Innovation and discovery have always been a double edged sword. While our society and culture progress with new inventions, these same inventions can tend to create new problems. It’s a story as old as time. The printing press helped spread knowledge and educate the masses, but also provided a tool for propagandists. Nuclear energy has helped provide electric power to countless households without the need for fossil fuels, but has also allowed for the engineering of weapons of mass destruction. The list goes on.
In the 21st Century, the Internet has helped give everyone a voice; it has connected people and alerted them to injustices taking place halfway around the world, but it has also helped facilitate atrocities. In a recent article, the BBC has highlighted the dangers of sharing newly discovered species on the Internet. While we should rejoice in learning of wildlife discoveries, the article tells of a sordid twist of fate. Due to the rarity of many such species, writing about them can help them become objects of desire for limitless illegal wildlife collectors worldwide. While wildlife enthusiasts read of discoveries around the world, so do smugglers and traffickers.
This reality puts conversationists in a bind. It is difficult to raise money for new discoveries and conservation efforts without sharing findings but sharing findings can make their work more challenging. Some conservationists argue that listing species as endangered can seal their fate. The BBC article offers no solutions to the problem but we ask you: How would you solve this dilemma?
Read the BBC piece here.
So many cool discoveries were made this year. Check out this Top 10 list from National Geographic and learn more about this year’s coolest finds.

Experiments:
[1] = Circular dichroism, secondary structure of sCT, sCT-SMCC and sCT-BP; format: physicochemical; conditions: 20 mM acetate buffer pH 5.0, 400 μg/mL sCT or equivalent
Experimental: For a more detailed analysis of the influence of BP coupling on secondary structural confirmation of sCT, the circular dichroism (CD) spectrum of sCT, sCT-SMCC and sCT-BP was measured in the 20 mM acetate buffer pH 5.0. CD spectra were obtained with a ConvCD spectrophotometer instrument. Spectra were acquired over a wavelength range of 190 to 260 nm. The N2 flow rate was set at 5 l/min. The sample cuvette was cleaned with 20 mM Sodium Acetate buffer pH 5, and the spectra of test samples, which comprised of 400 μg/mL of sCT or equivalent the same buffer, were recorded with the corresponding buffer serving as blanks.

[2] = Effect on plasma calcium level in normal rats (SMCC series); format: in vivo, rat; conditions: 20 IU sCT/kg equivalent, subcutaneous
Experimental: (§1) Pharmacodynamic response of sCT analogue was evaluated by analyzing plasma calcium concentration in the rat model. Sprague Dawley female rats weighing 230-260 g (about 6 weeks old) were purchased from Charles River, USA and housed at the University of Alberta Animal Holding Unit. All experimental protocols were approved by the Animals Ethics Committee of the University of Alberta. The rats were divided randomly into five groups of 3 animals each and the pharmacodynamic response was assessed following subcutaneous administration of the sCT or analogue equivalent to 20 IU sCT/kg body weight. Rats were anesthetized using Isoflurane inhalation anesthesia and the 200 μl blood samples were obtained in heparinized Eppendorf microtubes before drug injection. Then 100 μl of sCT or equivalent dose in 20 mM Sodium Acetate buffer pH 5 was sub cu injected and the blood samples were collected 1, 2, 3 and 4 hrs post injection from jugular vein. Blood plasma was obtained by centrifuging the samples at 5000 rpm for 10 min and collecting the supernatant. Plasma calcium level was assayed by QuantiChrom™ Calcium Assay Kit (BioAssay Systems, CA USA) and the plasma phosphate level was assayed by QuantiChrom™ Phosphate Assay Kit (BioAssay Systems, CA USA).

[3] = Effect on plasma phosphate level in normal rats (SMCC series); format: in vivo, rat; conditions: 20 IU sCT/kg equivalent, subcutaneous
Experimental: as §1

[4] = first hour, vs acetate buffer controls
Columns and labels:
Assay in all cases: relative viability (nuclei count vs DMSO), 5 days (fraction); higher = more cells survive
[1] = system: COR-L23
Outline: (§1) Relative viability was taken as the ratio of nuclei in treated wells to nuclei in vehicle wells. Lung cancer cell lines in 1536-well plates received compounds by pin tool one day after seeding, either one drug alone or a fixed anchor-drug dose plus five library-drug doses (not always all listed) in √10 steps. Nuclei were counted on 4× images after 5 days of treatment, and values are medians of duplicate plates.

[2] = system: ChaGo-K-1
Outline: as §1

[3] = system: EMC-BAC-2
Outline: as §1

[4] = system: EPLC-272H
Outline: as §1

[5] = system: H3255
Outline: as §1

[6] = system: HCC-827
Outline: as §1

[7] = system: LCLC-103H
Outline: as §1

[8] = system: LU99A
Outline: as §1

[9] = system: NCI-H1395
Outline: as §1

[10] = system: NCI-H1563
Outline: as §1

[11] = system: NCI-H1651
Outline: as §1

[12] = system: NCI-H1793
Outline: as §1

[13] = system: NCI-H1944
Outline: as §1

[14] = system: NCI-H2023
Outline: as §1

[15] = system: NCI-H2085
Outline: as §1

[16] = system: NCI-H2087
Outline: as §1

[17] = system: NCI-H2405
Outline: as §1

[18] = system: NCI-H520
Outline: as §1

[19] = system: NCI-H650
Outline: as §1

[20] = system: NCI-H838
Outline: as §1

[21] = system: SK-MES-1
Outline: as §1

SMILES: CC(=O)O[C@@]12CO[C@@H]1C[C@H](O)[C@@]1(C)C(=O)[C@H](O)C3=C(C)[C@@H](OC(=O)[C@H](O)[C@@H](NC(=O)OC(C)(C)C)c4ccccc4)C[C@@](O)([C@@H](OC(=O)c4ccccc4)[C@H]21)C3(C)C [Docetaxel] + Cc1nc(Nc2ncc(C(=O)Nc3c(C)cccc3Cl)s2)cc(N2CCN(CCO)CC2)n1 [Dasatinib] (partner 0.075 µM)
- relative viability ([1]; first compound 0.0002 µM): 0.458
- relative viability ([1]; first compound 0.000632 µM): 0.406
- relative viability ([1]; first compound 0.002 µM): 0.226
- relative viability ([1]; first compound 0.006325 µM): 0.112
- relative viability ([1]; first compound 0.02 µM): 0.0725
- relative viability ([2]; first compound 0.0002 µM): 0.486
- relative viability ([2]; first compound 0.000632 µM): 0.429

The WWF recently published a report on the threats facing the 1000 new species recently discovered in New Guinea. The ilsand is estimated to house 6-8% of the world’s species. 2/3rds of New Guinea wildlife is unique to the area. Deforestation to build palm oil plantations is the biggest threat to the island’s wildlife. You can help too, by only buying palm oil products certified by the RSPO:
The RSPO, or Roundtable Sustainable Palm Oil, provides certification to companies which produce palm oil from sustainable resources and ensures that all aspects of the production are environmentally friendly.
Consumers can find retailers in their country selling products made with RSPO certified palm oil by searching the organization’s website for certified companies by type, country, and name…consumers can look for the RSPO trademark - palm tree leaves surrounded with the words “certified sustainable palm tree oil” - which will begin appearing on products by the end of this year.
endangered! by rogersmithpix on Flickr.
Less than 400 Sumatran Tigers are left living in five national parks and two game reserves on the island of Sumatra. Some live in unprotected forests which will soon be lost to agriculture. Almost three quarters of forests have already been destroyed.
Support WildAid’s Tiger Trade prevention campaign today to help these majestic creatures!
Inspiring and proof of the importance of endangered species conservation. Listen: if it’s about money to you then it’s in your interests to conserve endangered species! Experts estimate eco-tourism could make up as much as 25% of the tourism industry in 6 years.
An 1100% increase in illegal cattle grazing in the Masai Mara reserve is one of the reasons contributing to the wildlife ‘crash’ causing some native species to decrease by over 75%!
Unprecedented prices for gold have led to another gold rush in Peru. Much like elsewhere in South America, mining for gold is destroying the Amazon, arguably planet Earth’s most diverse ecosystem.
The National Oceanic and Atmospheric Administration (Noaa) and the Scripps Institution of Oceanography report that “rising temperatures and decreases in sea-ice are altering the physical conditions required to sustain large krill populations.” This combined with increased competition for the shrimp-like creatures has led to a decline in penguin populations.